Let’s now look at the procedures themselves. Each one is defined with define*: #:key lists keyword parameters the procedure accepts, possibly with a default value, and #:allow-other-keys specifies that other keyword parameters are ignored (see Optional Arguments in GNU Guile Reference Manual).

The unpack procedure honors the source parameter, which the build system uses to pass the file name of the source tarball (or version control checkout), and it ignores other parameters. The configure phase only cares about the outputs parameter, an alist mapping package output names to their store file name (see Packages with Multiple Outputs). It extracts the file name of for out, the default output, and passes it to ./configure as the installation prefix, meaning that make install will eventually copy all the files in that directory (see configuration and makefile conventions in GNU Coding Standards). build and install ignore all their arguments. check honors the test-target argument, which specifies the name of the Makefile target to run tests; it prints a message and skips tests when tests? is false.

The list of phases used for a particular package can be changed with the #:phases parameter of the build system. Changing the set of build phases boils down to building a new alist of phases based on the %standard-phases alist described above. This can be done with standard alist procedures such as alist-delete (see SRFI-1 Association Lists in GNU Guile Reference Manual); however, it is more convenient to do so with modify-phases (see modify-phases).

Here is an example of a package definition that removes the configure phase of %standard-phases and inserts a new phase before the build phase, called set-prefix-in-makefile:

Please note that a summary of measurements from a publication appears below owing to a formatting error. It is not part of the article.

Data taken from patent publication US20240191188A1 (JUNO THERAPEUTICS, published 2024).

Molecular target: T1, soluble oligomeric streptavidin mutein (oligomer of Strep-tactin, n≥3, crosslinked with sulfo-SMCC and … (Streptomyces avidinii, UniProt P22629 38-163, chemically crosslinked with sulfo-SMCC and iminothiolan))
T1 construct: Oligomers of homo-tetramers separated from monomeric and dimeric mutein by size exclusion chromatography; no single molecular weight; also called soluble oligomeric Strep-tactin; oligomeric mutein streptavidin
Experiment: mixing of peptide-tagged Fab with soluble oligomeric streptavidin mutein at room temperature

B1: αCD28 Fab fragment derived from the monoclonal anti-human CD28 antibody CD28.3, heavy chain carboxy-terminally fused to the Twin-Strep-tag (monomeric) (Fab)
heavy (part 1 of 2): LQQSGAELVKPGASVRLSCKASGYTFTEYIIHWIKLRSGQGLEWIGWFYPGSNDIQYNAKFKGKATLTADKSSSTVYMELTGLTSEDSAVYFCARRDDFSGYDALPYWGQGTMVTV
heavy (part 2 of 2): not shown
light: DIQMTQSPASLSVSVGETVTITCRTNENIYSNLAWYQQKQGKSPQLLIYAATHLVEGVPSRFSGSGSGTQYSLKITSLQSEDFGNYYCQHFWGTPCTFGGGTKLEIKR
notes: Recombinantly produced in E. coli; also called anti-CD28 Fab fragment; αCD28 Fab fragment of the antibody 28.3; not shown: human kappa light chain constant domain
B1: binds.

(define-public example
    (name "example")
    ;; other fields omitted
    (build-system gnu-build-system)
     '(#:phases (modify-phases %standard-phases
                  (delete 'configure)
                  (add-before 'build 'set-prefix-in-makefile
                    (lambda* (#:key outputs #:allow-other-keys)
                      ;; Modify the makefile so that its
                      ;; 'PREFIX' variable points to "out".
                      (let ((out (assoc-ref outputs "out")))
                        (substitute* "Makefile"
                          (("PREFIX =.*")
                           (string-append "PREFIX = "
                                          out "\n")))

The new phase that is inserted is written as an anonymous procedure, introduced with lambda*; it honors the outputs parameter we have seen before. See Build Utilities, for more about the helpers used by this phase, and for more examples of modify-phases.

Keep in mind that build phases are code evaluated at the time the package is actually built. This explains why the whole modify-phases expression above is quoted (it comes after the ' or apostrophe): it is staged for later execution. See G-Expressions, for an explanation of code staging and the code strata involved.



We present a simplified view of those build phases, but do take a look at (guix build gnu-build-system) to see all the details!